Friday, 27 March 2009

Ep 102: Earth Hour

Earth Hour is a WWF initiative where individuals, businesses and governments turn off their lights for one hour to show their support for action on climate change. It is a symbolic event designed to engage people in the climate change discussion in order to send a strong message to political leaders that we want them to take meaningful action on climate change. It claims to be the largest climate event in history and it is hoped that one billion people around the world will participate - not bad for an event that started quite small in Sydney a few years back!

Sign up for Earth Hour

The focus of Earth Hour 2009 is the United Nations Climate Change Conference to be held in December in Copenhagen. This conference will create a post-Kyoto Protocol international agreement to tackle climate change. This year, Earth Hour takes place on Saturday, March 28, 2009 at 8:30 pm-local time. Just like New Years Eve, Earth Hour will travel from time zone to time zone starting at 8:30pm in New Zealand.

This week on the podcast I chat to the Mayor of Willoughby City Council in Sydney, Councillor Pat Reilly, about the Earth Hour activities his council is putting on and how Willoughby is combating climate change. Interesting points include:
  • The Council is launching its ClimateClever campaign at the festival;
  • Willoughby is committed to assisting its community to reduce its carbon footprint by at least 15% from 2006 levels by the end of 2015 - far better than the Australian federal government targets of a reduction of 5% by 2020;
  • The Council itself is aiming to reduce its greenhouse gas emissions by 50% from 1999 levels by the end of 2010.
In the second half of the podcast, I talk to Dr Ben McNeil, a Senior Fellow at the Climate Change Research Centre in the University of New South Wales. This interview is a cut-down version of a longer one I will put out in the coming weeks. Ben is a highly impressive young scientist who, after completing his PhD in 2001, worked as a research fellow at Princeton University before taking up his post at UNSW. In 2007, he was chosen as an expert reviewer for the United Nations Inter-Governmental Panel on Climate Change and briefed his work to the Prime Minister. Ben and I chatted climate change science, policy and energy.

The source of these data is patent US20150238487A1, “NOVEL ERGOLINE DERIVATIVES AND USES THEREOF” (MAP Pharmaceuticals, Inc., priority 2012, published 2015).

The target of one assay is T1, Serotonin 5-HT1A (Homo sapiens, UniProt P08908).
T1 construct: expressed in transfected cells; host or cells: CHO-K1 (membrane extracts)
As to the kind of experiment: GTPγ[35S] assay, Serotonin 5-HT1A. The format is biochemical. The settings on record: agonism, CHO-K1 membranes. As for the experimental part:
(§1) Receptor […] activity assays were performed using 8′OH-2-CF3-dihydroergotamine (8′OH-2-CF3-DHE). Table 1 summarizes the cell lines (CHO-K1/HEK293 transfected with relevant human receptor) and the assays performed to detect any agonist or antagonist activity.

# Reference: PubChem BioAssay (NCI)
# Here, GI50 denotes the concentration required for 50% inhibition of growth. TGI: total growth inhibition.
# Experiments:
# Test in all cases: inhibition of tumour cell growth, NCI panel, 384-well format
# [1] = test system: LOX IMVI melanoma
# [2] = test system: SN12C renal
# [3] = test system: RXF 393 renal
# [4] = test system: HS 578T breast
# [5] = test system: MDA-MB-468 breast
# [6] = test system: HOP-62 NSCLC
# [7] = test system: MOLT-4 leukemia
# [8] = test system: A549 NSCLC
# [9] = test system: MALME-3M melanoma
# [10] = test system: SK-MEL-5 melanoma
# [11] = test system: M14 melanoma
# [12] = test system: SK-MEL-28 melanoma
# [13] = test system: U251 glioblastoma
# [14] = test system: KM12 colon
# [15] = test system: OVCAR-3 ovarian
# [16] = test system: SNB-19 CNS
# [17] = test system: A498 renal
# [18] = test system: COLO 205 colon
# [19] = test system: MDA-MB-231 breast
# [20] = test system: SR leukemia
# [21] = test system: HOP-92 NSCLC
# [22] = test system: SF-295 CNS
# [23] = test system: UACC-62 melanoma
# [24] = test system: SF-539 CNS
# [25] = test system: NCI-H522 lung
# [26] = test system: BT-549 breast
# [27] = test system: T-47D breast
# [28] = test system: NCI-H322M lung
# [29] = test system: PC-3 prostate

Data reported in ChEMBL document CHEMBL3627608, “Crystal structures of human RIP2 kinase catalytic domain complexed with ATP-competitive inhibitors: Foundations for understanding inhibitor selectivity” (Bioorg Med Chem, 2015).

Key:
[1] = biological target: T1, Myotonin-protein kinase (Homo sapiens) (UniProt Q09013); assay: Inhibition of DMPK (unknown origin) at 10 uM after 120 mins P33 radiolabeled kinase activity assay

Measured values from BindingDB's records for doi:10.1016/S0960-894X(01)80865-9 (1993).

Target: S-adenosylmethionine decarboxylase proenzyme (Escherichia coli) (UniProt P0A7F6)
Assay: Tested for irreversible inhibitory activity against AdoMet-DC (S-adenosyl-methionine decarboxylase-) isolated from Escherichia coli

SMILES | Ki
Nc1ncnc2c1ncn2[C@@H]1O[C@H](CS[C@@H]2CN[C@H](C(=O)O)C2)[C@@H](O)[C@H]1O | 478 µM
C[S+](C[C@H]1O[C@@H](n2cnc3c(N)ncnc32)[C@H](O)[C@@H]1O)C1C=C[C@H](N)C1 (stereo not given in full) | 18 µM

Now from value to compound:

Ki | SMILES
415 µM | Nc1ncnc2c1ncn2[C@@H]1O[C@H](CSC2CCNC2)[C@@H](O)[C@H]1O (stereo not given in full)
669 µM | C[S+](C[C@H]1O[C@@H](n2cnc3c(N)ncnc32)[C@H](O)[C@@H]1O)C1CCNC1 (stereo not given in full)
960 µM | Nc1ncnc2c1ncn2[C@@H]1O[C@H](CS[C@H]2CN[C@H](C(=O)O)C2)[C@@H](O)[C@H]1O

Listen to his podcast here:

I'd also like to make a comment about an opinion piece that came out today in The Australian newspaper Hour of no power increases emissions by Bjørn Lomborg, who is the director of the think tank Copenhagen Consensus Centre. Lomborg is a controversial bloke - check out his wikipedia page - who opposes the Kyoto Protocol and other measures to cut carbon emissions in the short-term, and argues that we should adapt to short-term temperature rises and spend money on research and development for longer-term environmental solutions.

He said in the article:

"Unfortunately, this event - as with many public proposals on climate change - is an entirely symbolic gesture that creates the mistaken impression that there are easy, quick fixes to climate change.... Even if a billion people turn off their lights this Saturday, the entire event will be equivalent to switching off China's emissions for six short seconds.... The campaign doesn't ask anybody to do anything difficult, such as coping without heating, airconditioning, telephones, the internet, hot food or cold drinks."

Well, he is correct in a practical sense, but for me he misses the point of the whole exercise. Of course Earth Hour in itself doesn't much reduce emissions. But by the same token, the 40-Hour Famine doesn't in itself save people living in poverty and starving. Both these exercises are mainly about raising awareness and showing politicians we care about the topic (and to raise some money too). There may be no quick-fix to climate change, but unless we pressure them, politicians and industry representatives won't take the steps needed to develop any solutions at all. In case you haven't noticed, many governments around the world are using the current financial crisis as an excuse not to do anything about climate change. The problem is however, that even if we go into a economic depression for 10 years, climate change is going to be around for hundreds. Governments are so short-sighted and various parts of the community so scared of change that no one is willing to take the plunge to do anything real about climate change. I agree with Lomborg that there are no easy solutions and we must look at longer-term fixes, but unless we get the entire community on-board, then governments have shown that they won't do much - just look at our own Australian government's weak emission targets. Market forces will not solve our climate change problems in time, which is why we need to pressure governments to implement measures such as a carbon-tax and to fund renewable energy projects so that we can make the market work for us, not against us. And we need to convince industry it's nothing to be scared of - various industries were worried that the introduction of OH&S laws in the 1980s would be bad for productivity without seeing that a safe work-place is better for growth as well as staff. Anyway, Earth Hour is about raising awareness and making it impossible for governments and industry to do nothing. End rant.

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